Numbness and decreased circulation are problems that can plague diabetics year round, but they’re especially problematic during the wintertime, when keeping your feet at just the right temperature is extremely important. Most diabetic patients experience loss of sensation in their feet, so it’s important that they inspect them on a daily basis for sores, ulcerations and signs of infection. But when cold weather hits, there are additional steps to winter foot care for diabetics that need to be taken, because diabetics may not realize their feet are too hot or too cold, which can lead to gruesome burns, frostbite and possible amputation. So read on for diabetic foot care tips that will ensure a happy, healthy winter.
Choose Proper Footwear
Cold winter temperatures combined with decreased circulation can leave patients with diabetes especially susceptible to foot ulcers and frostbite. Therefore, it’s important to choose cold weather shoes and boots that provide proper warmth, protection and dryness in rain, snow, sleet and ice. The shoes should have ample padding but be roomy enough so as not to restrict blood flow and circulation to the feet. It’s also recommended that diabetics avoid man-made materials and other materials that create lots of foot sweat.
Wear Appropriate Socks
It’s important for diabetics to choose breathable socks that will keep their feet warm and dry. It’s especially helpful to choose wool or moisture wicking socks to help control foot sweat that may create an extra chill. You can usually tell if your feet are being exposed to too much moisture by looking at them: Paleness and skin wrinkling are common signs of over-saturation.
Remove Wet Socks and Shoes Right Away
Diabetics should always do their best to avoid wintertime puddles, snow piles and anything else that can make their shoes and socks wet, but sometimes moisture is unavoidable. It may be a good idea to carry an extra pair of socks, as removing wet or damp socks and shoes as soon as possible can decrease the chance of infections and other irritating conditions from invading the feet. When the shoes do get wet, thoroughly dry them by placing them next to heater or be sure to wear a different, dry pair the following day. If you do dry your shoes by a heater, make sure they're not too hot before placing them back on your feet.
Use Caution When Using Warming Devices
Diabetics with neuropathy may not be able to feel temperature, so it’s important to use caution when using warming devices like heating pads, electric blankets and heated massagers. Always use a thermometer or have a friend or family member check the temperature to make sure it’s not so hot it will burn. Also use caution when warming the feet near radiators and fires.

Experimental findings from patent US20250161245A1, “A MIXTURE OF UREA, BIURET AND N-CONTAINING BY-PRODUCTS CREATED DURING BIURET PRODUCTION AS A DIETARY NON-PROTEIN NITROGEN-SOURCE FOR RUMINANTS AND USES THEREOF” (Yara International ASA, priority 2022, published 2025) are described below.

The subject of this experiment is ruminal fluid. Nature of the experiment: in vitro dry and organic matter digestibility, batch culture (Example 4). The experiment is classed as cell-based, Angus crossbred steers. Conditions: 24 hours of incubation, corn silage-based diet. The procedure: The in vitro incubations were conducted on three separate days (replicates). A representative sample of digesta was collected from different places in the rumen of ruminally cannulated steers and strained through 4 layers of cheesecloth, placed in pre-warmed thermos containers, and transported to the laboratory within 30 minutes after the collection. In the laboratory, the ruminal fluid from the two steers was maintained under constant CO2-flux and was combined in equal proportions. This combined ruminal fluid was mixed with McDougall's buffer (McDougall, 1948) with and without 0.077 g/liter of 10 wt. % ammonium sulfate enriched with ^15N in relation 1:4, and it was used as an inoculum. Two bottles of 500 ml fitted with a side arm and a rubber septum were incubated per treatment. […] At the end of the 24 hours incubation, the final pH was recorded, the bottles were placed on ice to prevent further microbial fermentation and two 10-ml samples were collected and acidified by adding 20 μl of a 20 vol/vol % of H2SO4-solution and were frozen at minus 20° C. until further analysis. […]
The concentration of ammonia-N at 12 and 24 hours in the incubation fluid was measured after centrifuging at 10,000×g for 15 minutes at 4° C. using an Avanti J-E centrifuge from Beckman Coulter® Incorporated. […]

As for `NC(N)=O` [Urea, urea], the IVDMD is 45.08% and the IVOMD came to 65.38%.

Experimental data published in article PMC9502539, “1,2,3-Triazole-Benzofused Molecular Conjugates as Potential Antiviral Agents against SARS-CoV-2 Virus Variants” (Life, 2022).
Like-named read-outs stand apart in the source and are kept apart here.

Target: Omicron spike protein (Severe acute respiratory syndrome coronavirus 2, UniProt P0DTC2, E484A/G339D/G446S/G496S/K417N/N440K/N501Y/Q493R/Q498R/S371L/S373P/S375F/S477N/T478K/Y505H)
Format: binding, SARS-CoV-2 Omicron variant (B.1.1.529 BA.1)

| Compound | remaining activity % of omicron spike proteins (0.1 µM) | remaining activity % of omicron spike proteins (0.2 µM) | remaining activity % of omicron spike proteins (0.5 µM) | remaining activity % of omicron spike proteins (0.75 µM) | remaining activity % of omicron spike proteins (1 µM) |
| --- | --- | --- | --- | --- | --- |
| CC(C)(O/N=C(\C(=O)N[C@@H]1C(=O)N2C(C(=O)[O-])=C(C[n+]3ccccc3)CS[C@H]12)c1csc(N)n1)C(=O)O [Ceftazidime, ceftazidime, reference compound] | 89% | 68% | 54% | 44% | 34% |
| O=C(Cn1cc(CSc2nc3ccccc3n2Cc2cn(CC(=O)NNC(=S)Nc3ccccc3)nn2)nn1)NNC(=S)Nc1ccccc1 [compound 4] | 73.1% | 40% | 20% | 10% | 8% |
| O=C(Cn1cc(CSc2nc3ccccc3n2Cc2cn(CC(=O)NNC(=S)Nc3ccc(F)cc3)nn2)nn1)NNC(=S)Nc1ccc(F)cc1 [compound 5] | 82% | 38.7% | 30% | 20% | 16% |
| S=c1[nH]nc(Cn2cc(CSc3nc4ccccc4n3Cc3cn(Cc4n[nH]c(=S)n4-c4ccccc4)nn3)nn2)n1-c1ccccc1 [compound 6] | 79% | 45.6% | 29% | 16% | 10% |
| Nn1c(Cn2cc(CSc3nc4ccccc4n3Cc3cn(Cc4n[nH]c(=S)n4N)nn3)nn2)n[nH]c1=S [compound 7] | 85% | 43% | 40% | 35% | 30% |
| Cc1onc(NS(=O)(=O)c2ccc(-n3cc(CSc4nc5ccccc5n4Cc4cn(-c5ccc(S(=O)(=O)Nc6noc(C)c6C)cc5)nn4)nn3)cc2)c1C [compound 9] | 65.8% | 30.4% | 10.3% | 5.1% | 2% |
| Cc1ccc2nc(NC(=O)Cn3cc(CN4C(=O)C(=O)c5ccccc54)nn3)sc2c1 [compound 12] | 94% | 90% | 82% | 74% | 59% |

Test Water Temperature With An Elbow or Thermometer
Diabetics should never use their feet to test water temperature, as they can easily get burned and not realize it. It’s best to use an elbow — or better yet — a thermometer to check water temperature for winter baths.
Use Hydrating Foot Creams
Cold weather, dry air and heaters have a tendency to dry out the skin, so it’s recommended that people with diabetes use super hydrating foot creams in the winter to avoid dry skin susceptible to corns, calluses and cracks that could lead to hard-to-treat infections. However, try to avoid applying too much moisturizer between the toes because too much moisture makes them vulnerable to fungal and bacterial infections.
Engage In Light Exercise
Cold weather can wreak havoc on exercise routines, as many people choose to sit indoors where it's warm rather than go out for walks and other leg-stretching exercises. But sitting around can lead to increased swelling of the feet and ankles, so if a diabetic patient plans to stay inside, he or she should engage in a few basic leg exercises to keep the blood from pooling.
Follow A Daily Foot Care Routine Year Round
In addition to the above winter foot care tips, diabetes patients should follow a regular daily foot care plan that includes inspecting the feet every day, keeping them thoroughly washed and dried, properly trimming the toenails, wearing proper footwear and controlling glucose and blood sugar levels. Speak with your podiatrist about creating a daily foot plan for you, because having happy feet means having a happy life!